Cheryll Tickle, CBE FRS FRSE, is a distinguished British scientist, known for her work in developmental biology and specifically for her research into the process by which vertebrate limbs develop ab ovo.
Tickle graduated from Cambridge University in 1967, and received her Ph.D. from Glasgow University in 1970. She worked as a postdoctoral researcher at Yale University, as a lecturer and reader at the Middlesex Hospital Medical School, and (after Middlesex merged with it in 1987) a reader and professor at University College London. She then moved to the University of Dundee in 1998, where she became Foulerton Professor of the Royal Society in 2000, and moved again to the University of Bath in 2007, retaining the Foulerton Professor title. She was elected as a fellow of the Royal Society in 1998, a fellow of the Royal Society of Edinburgh in 2000, a fellow of the Academy of Medical Sciences in 2001, and a member of the European Molecular Biology Organisation in 2001. In 2004 the University of St. Andrews awarded her an honorary doctorate. In 2005 she was named a Commander of The Most Excellent Order of the British Empire. She also serves as a governor of the Caledonian Research Foundation.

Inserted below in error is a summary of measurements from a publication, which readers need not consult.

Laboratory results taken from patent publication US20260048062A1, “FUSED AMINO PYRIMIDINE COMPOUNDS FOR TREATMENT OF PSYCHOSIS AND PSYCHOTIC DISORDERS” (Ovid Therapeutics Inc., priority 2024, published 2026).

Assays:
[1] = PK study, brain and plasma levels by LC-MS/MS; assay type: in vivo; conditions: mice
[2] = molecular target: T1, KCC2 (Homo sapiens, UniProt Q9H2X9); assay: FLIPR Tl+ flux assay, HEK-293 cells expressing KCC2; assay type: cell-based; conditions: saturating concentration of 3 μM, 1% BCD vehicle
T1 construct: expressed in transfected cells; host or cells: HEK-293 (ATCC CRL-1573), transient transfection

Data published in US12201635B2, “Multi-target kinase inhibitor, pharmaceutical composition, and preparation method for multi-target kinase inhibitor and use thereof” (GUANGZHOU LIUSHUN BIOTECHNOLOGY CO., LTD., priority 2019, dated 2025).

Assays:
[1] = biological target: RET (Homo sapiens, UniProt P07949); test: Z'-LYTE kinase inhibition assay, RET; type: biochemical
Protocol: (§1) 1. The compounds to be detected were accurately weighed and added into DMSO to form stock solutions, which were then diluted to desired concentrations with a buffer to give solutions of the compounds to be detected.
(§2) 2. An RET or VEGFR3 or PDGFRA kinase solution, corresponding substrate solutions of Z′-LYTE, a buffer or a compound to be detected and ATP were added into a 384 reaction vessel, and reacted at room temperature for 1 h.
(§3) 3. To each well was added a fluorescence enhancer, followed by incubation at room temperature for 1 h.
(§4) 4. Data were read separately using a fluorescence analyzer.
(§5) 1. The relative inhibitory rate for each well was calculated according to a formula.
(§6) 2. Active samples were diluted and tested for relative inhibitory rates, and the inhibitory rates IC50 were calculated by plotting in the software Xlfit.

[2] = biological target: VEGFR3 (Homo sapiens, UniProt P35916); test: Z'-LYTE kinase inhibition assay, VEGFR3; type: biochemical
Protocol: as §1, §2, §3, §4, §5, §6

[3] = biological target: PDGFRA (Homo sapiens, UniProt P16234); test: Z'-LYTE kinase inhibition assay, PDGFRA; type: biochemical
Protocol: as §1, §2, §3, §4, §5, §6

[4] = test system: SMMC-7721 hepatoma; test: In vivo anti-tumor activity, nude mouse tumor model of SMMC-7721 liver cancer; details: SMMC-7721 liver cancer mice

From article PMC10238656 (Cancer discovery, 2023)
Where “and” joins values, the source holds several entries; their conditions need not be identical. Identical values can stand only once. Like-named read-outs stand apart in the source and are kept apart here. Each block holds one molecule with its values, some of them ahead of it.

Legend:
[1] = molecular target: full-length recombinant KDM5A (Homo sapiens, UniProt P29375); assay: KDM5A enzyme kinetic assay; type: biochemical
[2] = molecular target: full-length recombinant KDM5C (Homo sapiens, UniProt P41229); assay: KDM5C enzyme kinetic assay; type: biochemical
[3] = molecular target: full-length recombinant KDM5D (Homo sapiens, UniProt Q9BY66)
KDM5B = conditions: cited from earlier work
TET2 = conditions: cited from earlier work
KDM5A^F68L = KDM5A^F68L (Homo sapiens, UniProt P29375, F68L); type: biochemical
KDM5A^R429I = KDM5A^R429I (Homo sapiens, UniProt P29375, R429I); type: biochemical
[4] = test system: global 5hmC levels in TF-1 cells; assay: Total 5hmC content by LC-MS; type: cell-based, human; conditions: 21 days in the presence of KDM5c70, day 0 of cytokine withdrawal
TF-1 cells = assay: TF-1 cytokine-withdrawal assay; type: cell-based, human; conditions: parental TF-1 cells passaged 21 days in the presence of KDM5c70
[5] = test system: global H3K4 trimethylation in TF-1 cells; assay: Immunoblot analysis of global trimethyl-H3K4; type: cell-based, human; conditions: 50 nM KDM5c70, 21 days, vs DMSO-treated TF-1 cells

Famous quotes containing the word tickle:
“After all, what is reading but a vice, like drink or venery or any other form of excessive self-indulgence? One reads to tickle and amuse ones mind; one reads, above all, to prevent oneself thinking.”
—Aldous Huxley (18941963)